New medical humanities program seeks to prepare ethical, empathic experts
July 1, 2009
Phil Brozynski, Media Relations Manager
Doctors in films or on television often seem more preoccupied with romance or personal problems than with their patients. Worse, some of these medical professionals are depicted as beings without conscience or feeling.
This kind of thing makes good entertainment, but patients can hardly be willing to put their lives in the hands of doctors like Alex Baldwin’s character Dr. Jed Hill in the movie “Malice,” whose greed is masked by a pathological arrogance.
In real life, patients are increasingly seeking medical professionals who are not only experts, but are also ethically grounded and psychologically informed – doctors, nurses and technicians who are attuned to the human condition, suffering and personal responsibility.
Benedictine University’s new Bachelor of Arts in Medical Humanities program integrates the fields of humanities (literature, philosophy, ethics, history and religion), social science (anthropology, cultural studies, psychology, sociology) and the arts (literature, film, visual arts) and their application to medical education and practice.
“Literature and the arts help develop skills of observation, empathy and self-reflection,” said program director Elizabeth Kubek, Ph.D. “Social sciences help us understand how medicine is practiced within cultural and social contexts. The humanities offer insight into the human condition and our responsibility to each other.
“Benedictine University is an ideal arena to bring these seemingly disparate academic identities together because of our excellence in the sciences, our values-based liberal arts curriculum, our commitment to the Catholic intellectual tradition and our Benedictine core values which promote consideration of the whole person,” she added.
The goal of the Medical Humanities program at Benedictine is to foster students’ awareness of the interconnectedness and relevance to life of the various academic disciplines; to expose students to ideas and practices that “humanize” medical science; and to encourage students to recognize the connection between practical knowledge, ethical values and other people.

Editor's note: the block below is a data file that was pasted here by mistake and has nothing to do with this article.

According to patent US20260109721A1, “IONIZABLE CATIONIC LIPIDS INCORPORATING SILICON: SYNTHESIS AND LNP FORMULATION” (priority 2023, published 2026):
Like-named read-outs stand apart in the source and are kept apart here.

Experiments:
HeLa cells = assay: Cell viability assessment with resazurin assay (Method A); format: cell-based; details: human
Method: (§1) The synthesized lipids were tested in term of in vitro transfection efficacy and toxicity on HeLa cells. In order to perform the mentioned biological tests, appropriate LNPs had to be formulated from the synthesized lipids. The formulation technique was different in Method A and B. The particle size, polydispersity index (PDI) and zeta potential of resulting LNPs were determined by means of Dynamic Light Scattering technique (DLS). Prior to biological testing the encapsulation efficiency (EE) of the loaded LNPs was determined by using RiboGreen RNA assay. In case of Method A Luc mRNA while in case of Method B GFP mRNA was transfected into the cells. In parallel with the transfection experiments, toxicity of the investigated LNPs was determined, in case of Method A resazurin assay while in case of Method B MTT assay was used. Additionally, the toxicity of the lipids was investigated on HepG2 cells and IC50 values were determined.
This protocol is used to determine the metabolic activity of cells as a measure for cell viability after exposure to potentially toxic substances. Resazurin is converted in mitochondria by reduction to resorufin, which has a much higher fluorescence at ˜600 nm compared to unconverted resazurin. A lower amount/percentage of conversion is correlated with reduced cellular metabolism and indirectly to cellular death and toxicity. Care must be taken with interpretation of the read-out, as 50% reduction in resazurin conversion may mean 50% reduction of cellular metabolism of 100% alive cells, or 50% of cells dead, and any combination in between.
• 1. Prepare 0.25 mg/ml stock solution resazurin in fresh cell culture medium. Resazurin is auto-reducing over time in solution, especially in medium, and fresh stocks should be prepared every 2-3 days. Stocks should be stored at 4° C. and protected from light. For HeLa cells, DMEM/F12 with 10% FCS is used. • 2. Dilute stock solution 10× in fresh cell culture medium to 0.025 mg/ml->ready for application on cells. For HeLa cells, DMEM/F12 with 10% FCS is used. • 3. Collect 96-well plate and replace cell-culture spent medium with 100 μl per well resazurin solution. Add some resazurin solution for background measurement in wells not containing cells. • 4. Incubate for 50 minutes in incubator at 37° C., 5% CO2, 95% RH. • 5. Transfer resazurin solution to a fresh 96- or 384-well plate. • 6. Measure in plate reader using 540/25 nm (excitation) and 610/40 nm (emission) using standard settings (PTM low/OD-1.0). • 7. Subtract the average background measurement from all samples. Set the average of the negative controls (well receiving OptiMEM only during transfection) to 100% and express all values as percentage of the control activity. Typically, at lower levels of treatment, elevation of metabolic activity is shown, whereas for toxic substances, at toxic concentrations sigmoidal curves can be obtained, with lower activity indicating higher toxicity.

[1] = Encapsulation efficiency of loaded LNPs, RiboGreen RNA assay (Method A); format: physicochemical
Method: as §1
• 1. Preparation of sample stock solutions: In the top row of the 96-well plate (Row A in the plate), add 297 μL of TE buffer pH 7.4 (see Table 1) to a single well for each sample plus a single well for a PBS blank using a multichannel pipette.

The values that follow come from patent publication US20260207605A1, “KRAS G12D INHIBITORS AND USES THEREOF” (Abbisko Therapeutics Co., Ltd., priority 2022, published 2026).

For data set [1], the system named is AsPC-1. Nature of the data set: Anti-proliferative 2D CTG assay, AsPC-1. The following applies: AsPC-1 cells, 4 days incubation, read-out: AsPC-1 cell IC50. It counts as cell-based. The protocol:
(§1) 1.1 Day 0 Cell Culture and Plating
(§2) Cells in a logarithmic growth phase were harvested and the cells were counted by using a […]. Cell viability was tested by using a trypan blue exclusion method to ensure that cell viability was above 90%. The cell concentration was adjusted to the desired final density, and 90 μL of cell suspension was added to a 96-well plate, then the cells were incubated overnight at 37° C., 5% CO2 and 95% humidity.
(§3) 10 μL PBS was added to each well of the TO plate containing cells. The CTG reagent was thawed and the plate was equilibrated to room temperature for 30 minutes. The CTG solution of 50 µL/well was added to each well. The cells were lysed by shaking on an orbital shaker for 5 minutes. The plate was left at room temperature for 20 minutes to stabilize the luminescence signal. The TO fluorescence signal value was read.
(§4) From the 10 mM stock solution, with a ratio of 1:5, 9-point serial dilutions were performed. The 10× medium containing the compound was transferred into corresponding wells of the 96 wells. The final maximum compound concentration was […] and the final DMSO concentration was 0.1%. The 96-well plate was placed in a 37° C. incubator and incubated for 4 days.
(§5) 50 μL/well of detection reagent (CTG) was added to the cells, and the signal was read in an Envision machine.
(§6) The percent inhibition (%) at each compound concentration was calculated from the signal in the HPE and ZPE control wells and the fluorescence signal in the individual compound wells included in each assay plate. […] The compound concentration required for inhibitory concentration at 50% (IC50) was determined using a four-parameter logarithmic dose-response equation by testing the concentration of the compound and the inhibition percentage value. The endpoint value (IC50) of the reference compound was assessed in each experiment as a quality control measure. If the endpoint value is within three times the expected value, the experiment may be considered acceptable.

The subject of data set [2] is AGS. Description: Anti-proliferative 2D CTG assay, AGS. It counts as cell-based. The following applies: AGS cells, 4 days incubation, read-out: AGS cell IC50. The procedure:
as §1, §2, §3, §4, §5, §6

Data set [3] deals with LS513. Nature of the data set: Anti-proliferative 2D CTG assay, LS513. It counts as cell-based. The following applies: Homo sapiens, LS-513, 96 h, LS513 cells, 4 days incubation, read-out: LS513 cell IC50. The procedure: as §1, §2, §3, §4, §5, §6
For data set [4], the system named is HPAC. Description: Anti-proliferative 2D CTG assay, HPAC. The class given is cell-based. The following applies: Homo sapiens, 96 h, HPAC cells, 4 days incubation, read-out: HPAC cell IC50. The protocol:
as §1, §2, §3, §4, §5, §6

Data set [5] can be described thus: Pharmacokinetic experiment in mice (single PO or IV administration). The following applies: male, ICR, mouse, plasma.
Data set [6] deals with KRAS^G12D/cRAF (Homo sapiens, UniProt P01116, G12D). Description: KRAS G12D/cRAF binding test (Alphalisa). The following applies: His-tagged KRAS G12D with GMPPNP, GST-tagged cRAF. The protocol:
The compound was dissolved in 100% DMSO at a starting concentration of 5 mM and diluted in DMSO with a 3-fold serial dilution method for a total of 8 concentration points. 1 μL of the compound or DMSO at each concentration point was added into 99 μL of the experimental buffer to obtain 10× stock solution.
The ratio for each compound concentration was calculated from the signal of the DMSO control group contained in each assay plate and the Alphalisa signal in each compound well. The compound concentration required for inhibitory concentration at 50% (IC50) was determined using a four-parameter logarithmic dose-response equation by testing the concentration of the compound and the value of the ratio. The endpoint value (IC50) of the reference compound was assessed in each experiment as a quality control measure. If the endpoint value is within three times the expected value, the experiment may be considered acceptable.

The program is also designed to foster a spirit of collaboration between students and faculty; to educate future professionals who are both accomplished in their fields and engaged, responsible global citizens; and to promote the creation of a medical community that regards the patient and practitioners as whole persons.
“The program specifically targets students whose post-baccalaureate goals include medical school or graduate study in Medical Humanities,” Kubek said.
For more information about the Bachelor of Arts in Medical Humanities program at Benedictine University, contact the Enrollment Center at (630) 829-6300 or by e-mail at email@example.com.
Benedictine University is an independent Roman Catholic institution located in Lisle, Illinois just 25 miles west of Chicago. Founded in 1887, Benedictine provides 56 undergraduate majors, 16 graduate and four doctorate programs. The Chronicle of Higher Education
recently ranked Benedictine University as the seventh fastest-growing campus among private nonprofit master’s universities, and Forbes
magazine named Benedictine among the top 20 percent of America’s colleges for 2011. Benedictine University’s Master of Business Administration (M.B.A.) program is listed by Crain’s Chicago Business
as the fourth largest in the Chicago area in 2011.